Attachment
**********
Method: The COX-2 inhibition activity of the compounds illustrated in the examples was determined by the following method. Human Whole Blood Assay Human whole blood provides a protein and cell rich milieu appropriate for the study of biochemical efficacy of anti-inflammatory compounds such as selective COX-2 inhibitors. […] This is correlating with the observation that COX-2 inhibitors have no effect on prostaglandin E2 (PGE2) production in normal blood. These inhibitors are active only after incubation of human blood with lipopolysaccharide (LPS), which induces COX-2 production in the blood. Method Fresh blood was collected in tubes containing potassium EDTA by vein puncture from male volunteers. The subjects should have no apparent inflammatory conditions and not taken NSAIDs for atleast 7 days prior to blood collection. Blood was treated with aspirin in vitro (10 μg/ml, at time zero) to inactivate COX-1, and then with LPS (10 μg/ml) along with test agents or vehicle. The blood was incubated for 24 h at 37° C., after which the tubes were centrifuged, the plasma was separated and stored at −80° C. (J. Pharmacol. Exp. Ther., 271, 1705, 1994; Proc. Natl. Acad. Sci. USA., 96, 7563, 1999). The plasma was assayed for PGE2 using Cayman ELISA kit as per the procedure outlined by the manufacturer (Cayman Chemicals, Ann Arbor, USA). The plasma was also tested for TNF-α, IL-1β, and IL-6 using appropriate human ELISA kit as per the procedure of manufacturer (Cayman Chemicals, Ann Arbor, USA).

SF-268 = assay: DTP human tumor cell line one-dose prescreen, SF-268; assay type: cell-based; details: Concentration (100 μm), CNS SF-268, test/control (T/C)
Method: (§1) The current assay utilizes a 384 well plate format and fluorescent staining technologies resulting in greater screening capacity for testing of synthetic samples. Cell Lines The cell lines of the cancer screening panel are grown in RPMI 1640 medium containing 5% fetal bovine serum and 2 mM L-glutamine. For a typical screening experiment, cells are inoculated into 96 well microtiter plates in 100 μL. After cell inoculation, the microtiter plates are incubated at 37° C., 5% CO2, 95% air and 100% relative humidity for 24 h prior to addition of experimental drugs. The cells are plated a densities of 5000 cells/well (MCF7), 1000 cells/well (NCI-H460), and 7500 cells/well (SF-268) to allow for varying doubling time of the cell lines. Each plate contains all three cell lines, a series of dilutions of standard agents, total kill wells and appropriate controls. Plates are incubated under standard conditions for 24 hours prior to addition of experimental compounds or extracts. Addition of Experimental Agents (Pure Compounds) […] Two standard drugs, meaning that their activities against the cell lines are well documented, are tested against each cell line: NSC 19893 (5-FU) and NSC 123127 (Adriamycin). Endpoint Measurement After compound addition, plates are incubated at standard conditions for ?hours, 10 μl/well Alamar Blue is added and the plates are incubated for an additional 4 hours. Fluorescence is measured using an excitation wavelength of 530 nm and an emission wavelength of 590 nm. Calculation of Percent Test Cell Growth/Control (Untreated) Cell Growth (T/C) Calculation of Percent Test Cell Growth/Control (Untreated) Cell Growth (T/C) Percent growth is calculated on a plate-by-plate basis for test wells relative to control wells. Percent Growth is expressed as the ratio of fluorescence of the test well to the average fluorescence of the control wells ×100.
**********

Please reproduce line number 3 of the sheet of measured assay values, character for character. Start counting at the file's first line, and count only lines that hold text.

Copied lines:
Method: (§1) The current assay utilizes a 384 well plate format and fluorescent staining technologies resulting in greater screening capacity for testing of synthetic samples. Cell Lines The cell lines of the cancer screening panel are grown in RPMI 1640 medium containing 5% fetal bovine serum and 2 mM L-glutamine. For a typical screening experiment, cells are inoculated into 96 well microtiter plates in 100 μL. After cell inoculation, the microtiter plates are incubated at 37° C., 5% CO2, 95% air and 100% relative humidity for 24 h prior to addition of experimental drugs. The cells are plated a densities of 5000 cells/well (MCF7), 1000 cells/well (NCI-H460), and 7500 cells/well (SF-268) to allow for varying doubling time of the cell lines. Each plate contains all three cell lines, a series of dilutions of standard agents, total kill wells and appropriate controls. Plates are incubated under standard conditions for 24 hours prior to addition of experimental compounds or extracts. Addition of Experimental Agents (Pure Compounds) […] Two standard drugs, meaning that their activities against the cell lines are well documented, are tested against each cell line: NSC 19893 (5-FU) and NSC 123127 (Adriamycin). Endpoint Measurement After compound addition, plates are incubated at standard conditions for ?hours, 10 μl/well Alamar Blue is added and the plates are incubated for an additional 4 hours. Fluorescence is measured using an excitation wavelength of 530 nm and an emission wavelength of 590 nm. Calculation of Percent Test Cell Growth/Control (Untreated) Cell Growth (T/C) Calculation of Percent Test Cell Growth/Control (Untreated) Cell Growth (T/C) Percent growth is calculated on a plate-by-plate basis for test wells relative to control wells. Percent Growth is expressed as the ratio of fluorescence of the test well to the average fluorescence of the control wells ×100.